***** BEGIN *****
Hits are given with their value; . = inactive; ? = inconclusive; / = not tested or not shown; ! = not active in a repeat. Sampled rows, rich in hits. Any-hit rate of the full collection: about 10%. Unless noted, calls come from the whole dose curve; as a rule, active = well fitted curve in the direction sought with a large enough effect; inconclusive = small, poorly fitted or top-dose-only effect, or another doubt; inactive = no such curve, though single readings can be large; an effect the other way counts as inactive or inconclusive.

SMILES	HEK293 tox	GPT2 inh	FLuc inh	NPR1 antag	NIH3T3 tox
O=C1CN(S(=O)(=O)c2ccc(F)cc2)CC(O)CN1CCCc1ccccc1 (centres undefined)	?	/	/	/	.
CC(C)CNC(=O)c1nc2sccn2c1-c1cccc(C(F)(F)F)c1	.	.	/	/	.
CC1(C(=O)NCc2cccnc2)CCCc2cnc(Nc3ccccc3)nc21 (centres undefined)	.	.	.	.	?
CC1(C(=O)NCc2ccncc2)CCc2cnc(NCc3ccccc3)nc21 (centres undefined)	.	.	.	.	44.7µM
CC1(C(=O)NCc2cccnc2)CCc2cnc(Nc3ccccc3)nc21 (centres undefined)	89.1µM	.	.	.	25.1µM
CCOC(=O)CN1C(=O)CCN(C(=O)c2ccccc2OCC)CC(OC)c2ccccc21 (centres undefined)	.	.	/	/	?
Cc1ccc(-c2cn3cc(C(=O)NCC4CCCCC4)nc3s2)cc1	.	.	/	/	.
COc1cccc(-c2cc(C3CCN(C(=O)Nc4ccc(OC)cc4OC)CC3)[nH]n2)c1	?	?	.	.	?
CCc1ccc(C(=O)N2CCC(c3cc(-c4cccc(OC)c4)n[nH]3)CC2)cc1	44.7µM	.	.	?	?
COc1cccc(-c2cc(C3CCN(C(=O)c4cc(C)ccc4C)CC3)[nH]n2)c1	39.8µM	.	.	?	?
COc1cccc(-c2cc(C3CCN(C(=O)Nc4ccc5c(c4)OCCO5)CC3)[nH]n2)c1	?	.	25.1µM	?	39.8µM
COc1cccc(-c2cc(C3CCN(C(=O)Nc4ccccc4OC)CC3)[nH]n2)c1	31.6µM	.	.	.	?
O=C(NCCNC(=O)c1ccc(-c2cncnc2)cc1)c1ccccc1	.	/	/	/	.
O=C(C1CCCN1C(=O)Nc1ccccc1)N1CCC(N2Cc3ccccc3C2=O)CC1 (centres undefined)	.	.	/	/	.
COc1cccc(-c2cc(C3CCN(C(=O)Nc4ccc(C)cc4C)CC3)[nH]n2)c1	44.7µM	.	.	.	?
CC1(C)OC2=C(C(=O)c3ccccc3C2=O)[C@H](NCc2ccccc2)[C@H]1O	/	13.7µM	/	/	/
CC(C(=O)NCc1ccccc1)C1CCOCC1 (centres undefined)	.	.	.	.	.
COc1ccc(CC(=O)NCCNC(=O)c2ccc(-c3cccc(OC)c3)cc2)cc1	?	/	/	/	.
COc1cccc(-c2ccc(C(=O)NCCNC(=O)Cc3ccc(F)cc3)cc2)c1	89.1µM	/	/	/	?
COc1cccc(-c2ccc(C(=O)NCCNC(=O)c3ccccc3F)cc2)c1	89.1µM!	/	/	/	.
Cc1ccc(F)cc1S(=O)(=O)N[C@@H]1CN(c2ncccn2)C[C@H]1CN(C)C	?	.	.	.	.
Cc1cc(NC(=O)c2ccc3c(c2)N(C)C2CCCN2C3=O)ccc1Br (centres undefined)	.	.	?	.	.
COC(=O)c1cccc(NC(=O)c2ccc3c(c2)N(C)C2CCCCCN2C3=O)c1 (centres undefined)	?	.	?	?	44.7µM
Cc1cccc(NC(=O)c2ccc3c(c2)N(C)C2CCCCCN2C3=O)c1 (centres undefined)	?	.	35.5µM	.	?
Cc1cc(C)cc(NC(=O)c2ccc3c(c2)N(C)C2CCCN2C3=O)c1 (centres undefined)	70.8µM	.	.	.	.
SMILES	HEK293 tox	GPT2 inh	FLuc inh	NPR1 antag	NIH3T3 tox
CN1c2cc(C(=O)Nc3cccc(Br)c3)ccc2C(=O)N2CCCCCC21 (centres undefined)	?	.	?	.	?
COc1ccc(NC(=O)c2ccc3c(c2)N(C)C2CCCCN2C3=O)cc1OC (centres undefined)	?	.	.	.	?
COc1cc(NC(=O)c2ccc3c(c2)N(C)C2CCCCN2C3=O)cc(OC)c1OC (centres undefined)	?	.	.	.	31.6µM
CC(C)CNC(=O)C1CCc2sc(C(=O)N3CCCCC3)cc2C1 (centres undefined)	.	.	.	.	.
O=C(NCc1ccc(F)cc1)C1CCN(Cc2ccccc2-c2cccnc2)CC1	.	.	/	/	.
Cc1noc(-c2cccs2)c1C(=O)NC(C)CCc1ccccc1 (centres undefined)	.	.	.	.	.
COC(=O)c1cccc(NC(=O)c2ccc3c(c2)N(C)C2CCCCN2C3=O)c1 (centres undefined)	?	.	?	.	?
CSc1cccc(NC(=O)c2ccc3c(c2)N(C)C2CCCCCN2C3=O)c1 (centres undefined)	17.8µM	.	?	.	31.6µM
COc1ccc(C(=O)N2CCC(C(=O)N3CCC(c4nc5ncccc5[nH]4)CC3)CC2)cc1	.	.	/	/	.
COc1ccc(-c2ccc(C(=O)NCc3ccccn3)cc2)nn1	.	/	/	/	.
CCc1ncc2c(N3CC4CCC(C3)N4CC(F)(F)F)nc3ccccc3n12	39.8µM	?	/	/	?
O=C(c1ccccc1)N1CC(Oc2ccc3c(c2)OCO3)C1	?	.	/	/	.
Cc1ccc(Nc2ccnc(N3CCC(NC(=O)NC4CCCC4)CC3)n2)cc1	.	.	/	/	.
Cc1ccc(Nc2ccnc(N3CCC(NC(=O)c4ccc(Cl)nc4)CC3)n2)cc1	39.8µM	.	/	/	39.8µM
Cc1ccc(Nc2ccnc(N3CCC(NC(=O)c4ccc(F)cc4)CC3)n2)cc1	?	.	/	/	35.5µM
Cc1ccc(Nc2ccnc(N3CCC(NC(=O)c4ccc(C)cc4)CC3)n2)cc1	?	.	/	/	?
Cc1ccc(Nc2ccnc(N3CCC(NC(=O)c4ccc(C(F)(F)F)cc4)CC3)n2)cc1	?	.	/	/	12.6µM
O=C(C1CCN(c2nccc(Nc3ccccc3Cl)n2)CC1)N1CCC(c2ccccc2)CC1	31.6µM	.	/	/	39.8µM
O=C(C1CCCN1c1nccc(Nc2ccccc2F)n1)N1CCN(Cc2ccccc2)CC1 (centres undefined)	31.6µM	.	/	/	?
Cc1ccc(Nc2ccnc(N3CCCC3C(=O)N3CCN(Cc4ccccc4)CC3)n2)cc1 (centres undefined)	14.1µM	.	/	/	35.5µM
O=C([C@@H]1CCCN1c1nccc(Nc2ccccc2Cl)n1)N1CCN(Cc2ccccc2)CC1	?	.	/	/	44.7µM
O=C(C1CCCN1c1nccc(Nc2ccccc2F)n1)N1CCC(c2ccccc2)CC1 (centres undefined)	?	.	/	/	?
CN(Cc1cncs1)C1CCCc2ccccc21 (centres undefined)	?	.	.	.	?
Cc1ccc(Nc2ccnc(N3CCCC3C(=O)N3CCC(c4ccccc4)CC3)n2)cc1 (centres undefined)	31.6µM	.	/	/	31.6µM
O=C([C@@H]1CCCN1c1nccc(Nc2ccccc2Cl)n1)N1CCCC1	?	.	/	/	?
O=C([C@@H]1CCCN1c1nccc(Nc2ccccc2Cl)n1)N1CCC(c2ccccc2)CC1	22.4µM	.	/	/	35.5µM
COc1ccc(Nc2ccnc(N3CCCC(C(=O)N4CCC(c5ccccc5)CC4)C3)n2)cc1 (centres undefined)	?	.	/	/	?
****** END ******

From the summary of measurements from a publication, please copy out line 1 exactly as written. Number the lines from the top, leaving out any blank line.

Hits are given with their value; . = inactive; ? = inconclusive; / = not tested or not shown; ! = not active in a repeat. Sampled rows, rich in hits. Any-hit rate of the full collection: about 10%. Unless noted, calls come from the whole dose curve; as a rule, active = well fitted curve in the direction sought with a large enough effect; inconclusive = small, poorly fitted or top-dose-only effect, or another doubt; inactive = no such curve, though single readings can be large; an effect the other way counts as inactive or inconclusive.